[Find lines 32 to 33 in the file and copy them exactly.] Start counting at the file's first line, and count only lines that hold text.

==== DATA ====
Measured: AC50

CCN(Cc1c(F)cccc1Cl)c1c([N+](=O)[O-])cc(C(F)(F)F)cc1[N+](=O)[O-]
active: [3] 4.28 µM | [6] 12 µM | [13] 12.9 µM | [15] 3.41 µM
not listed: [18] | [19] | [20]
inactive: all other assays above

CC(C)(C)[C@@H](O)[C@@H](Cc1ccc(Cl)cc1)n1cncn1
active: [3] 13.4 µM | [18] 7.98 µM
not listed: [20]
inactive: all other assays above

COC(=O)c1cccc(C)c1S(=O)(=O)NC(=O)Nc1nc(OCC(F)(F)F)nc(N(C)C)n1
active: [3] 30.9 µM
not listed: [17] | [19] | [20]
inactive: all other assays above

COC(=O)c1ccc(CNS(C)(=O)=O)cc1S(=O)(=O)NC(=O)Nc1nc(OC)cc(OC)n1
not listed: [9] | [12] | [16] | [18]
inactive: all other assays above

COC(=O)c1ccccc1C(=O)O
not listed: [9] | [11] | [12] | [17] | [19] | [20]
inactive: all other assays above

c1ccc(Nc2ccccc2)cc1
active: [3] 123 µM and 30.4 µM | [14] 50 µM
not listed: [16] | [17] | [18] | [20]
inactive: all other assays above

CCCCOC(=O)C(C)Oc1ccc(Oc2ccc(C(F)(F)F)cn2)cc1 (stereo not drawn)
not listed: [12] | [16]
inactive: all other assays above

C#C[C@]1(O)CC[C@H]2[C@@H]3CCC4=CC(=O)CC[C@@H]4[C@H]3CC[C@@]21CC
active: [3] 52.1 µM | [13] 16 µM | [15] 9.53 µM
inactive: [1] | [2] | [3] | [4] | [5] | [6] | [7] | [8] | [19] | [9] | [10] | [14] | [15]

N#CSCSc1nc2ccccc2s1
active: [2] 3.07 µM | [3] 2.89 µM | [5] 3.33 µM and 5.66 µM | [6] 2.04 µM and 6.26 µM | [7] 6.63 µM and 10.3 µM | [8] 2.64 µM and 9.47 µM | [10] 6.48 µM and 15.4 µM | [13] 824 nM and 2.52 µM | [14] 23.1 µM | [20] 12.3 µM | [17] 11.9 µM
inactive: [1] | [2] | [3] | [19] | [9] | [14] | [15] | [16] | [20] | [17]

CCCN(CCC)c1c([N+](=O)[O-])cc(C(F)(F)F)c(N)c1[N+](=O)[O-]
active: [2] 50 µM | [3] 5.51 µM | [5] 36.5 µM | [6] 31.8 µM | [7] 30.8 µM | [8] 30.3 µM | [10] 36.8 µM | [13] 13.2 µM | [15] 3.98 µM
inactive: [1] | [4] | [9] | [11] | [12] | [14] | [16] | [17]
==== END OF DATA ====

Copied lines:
inactive: [1] | [2] | [3] | [19] | [9] | [14] | [15] | [16] | [20] | [17]

CCCN(CCC)c1c([N+](=O)[O-])cc(C(F)(F)F)c(N)c1[N+](=O)[O-]